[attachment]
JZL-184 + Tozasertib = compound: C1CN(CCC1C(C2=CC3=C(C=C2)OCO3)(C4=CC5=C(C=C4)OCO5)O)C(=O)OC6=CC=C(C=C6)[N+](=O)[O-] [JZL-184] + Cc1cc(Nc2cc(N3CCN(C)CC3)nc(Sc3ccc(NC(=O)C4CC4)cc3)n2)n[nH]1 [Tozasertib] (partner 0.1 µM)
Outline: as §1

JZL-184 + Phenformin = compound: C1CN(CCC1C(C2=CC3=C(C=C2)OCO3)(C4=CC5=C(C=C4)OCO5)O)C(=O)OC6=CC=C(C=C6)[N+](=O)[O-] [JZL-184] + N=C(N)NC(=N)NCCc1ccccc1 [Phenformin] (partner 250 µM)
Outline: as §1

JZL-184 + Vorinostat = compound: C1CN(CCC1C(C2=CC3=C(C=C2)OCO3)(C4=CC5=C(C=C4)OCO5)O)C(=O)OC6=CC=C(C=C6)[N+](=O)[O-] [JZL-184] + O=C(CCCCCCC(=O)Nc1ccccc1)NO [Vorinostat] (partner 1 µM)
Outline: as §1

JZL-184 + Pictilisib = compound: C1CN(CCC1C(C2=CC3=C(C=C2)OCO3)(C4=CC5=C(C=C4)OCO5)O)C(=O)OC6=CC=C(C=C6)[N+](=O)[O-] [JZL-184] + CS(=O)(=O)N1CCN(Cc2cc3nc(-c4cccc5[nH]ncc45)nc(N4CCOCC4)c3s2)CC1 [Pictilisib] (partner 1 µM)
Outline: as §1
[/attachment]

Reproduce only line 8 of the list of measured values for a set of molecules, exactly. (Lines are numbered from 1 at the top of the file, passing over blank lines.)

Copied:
Outline: as §1